Friday, July 13, 2012

Grieving and Healing

Unfortunately, life working in rehabilitation is not always the highs of victories - of nests and releases. In fact, things like this are even more precious to us because of their rarity. I made a comment in my release blog that said that the amazing experience that it was would help me to carry on through the difficult times ahead. What's funny about that comment, is that I hardly had any idea what those difficult times would really be like. June 25th, was the hardest day we’ve had at the hospital so far on an emotional level. We experienced so much defeat in a very short amount of time, and it gave the phrase “difficult times” a whole new meaning for me. However, it gave me a lot more than that as well.

On that Monday, we got 4 turtles in the course of 24 hours, all with horrific injuries, all hanging on by a thread, and two of those turtles died that day. The other two looked like they wouldn’t make it to morning. During that Monday and the days that followed I would be bashed with a lot of different emotions, all profound in their own ways. I was angry at the world for being a cruel place, and for leading these animals to such painful ends. I was disappointed with modern medicine for not being able to do more for them. In this day and age, in times of such great technology and medicinal advances, there are still times when we are useless to bring these turtles back. I was frustrated to see a beautiful animal, and know that it's giving up, and can’t stand another day of suffering. But maybe most potent for me was dealing with the injustice of the situation, I could practically taste the injustice as I thought about how this turtle should be way out there catching a ride on a current, harassing some crabs, taking a nap in the sand - or just anything else. These turtles shouldn’t be dying before my eyes. They certainly didn’t deserve this struggle. 

One of the lessons I learned that day is that sometimes our role as a hospital is not necessarily one of rehabilitation as much as it's a sanctuary. A few times last week turtles came, and we did all we could to make them comfortable. We gave them a clean space, we gave them pain medication to ease their suffering, and we kept them warm and calm, and they died in peace as a result of their illnesses or injuries. As much as it pains all of us to watch that turtle go, to monitor it and to soothe it, knowing it has limited time left with us, you have to acknowledge that the turtle is better off here than the alternative – at least while they’re here we can keep them calm, safe, and free of as much pain as medically possible.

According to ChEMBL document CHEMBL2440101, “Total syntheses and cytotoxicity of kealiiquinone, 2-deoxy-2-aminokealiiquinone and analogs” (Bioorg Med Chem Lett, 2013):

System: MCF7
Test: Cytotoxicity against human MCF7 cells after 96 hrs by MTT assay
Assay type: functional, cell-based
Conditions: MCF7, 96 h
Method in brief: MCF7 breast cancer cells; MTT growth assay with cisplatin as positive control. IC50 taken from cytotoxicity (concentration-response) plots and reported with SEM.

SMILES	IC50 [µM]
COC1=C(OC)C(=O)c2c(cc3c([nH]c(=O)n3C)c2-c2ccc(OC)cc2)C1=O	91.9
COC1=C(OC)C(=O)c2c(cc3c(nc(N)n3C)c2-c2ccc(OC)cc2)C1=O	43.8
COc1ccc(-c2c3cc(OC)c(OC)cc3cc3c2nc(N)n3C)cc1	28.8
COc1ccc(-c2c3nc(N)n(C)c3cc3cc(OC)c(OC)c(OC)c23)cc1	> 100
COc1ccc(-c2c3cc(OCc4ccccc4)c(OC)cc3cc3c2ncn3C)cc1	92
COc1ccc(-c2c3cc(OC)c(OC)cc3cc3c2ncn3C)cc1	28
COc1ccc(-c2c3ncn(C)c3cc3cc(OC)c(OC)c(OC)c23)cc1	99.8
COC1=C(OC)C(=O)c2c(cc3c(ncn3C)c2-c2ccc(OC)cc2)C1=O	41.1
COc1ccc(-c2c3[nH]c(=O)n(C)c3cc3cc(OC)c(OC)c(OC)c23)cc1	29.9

What I was experiencing was nothing short of a grieving process. To not only see these animals die, but to also see them suffer haunts you for a while. 

But if a job like this is often entrenched in defeat, why do we do it?

In short, we do it for the chance at victory, because we might be able to change the course of another turtle’s future. We do it for the little victories that can eventually lead to a big victory. When I think of little victories, I think of turtles that beat the odds, but do it one baby step at a time. It starts with staying alive another day, it continues with eating heartily, developing an attitude again which indicates a new found will to fight and live, the new scale growing underneath the scab, each day brings with it something new to appreciate. That’s not to say that there aren’t setbacks – hunger strikes, discouraging test results, new ailments that pop up, etc. But hope is ever present that the setbacks will be brief and progress will resume. 

I’ve experienced many of my own little victories, and seeing these sea turtles progress has been everything I’ve ever dreamed of, but one that sticks in my mind revolves around one of the turtles we got on that fateful Monday. Her name is now Nichols, and she came to us with not just one appalling wound, but two. We think that one flipper got caught in a crab pot line, completely twisting it around, mangling the flesh and becoming severely infected. This would’ve been enough to worry about – but she also had a huge hole in her back from being hit by a boat. When she came to us she was in such sorry shape that we didn’t expect her to make it through the night, and that just added to the gloom of the day. However, we were encouraged to find her alive the next morning, and the morning after that. During her first few days we primarily focused on managing her discomfort – keeping her warm and dry (we weren’t sure if she’d be strong enough to swim after all she’d been through), but we were eventually able to put her in water. The first time we put her in water has to be in the top 10 best moments I’ve ever experienced at the hospital – because she went from being so depressed and lifeless and miserable to the happiest little turtle in the world. 

As the water filled the tank, she laid there, looking listless, until suddenly she realized that she had about 4 inches of water, and she perked up and began marching around the tank, exploring it as though she’d awoken from a deep sleep. It was like a salve on my broken heart to see her so happy by the simplest of things. She was splashing and swimming, and she suddenly looked ready to fight again. She does this adorable thing where she opens her mouth while she swims around – I’m not sure if she’s just drinking, or if she’s threatening the world not to mess with her, but I like to think it’s a little bit of both. 

Nichols, swimming in her tank, ready to take on the world.
Working with this turtle has been one of the most rewarding experiences of my life. She has a long road ahead of her – she’s by no means in the clear. Her future includes surgery and extensive recovery time, but as long as she hangs in there, I will be beside the tank cheering her on.